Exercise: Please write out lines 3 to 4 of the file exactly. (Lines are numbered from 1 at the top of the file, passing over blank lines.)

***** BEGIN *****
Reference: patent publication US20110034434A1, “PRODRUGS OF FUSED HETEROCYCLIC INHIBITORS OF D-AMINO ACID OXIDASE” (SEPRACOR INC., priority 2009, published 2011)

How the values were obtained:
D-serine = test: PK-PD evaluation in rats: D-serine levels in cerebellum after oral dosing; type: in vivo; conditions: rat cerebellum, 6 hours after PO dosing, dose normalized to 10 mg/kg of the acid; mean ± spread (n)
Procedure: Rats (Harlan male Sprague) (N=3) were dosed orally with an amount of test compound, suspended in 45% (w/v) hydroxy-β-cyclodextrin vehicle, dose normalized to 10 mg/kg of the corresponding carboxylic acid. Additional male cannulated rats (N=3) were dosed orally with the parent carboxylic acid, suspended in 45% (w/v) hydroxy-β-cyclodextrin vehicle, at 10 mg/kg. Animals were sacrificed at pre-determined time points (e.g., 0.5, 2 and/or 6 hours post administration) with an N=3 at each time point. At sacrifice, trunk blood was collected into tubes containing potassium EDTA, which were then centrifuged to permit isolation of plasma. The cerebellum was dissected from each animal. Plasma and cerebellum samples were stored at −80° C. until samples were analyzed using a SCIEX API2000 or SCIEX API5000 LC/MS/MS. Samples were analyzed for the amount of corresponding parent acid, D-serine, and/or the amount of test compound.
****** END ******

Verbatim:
D-serine = test: PK-PD evaluation in rats: D-serine levels in cerebellum after oral dosing; type: in vivo; conditions: rat cerebellum, 6 hours after PO dosing, dose normalized to 10 mg/kg of the acid; mean ± spread (n)
Procedure: Rats (Harlan male Sprague) (N=3) were dosed orally with an amount of test compound, suspended in 45% (w/v) hydroxy-β-cyclodextrin vehicle, dose normalized to 10 mg/kg of the corresponding carboxylic acid. Additional male cannulated rats (N=3) were dosed orally with the parent carboxylic acid, suspended in 45% (w/v) hydroxy-β-cyclodextrin vehicle, at 10 mg/kg. Animals were sacrificed at pre-determined time points (e.g., 0.5, 2 and/or 6 hours post administration) with an N=3 at each time point. At sacrifice, trunk blood was collected into tubes containing potassium EDTA, which were then centrifuged to permit isolation of plasma. The cerebellum was dissected from each animal. Plasma and cerebellum samples were stored at −80° C. until samples were analyzed using a SCIEX API2000 or SCIEX API5000 LC/MS/MS. Samples were analyzed for the amount of corresponding parent acid, D-serine, and/or the amount of test compound.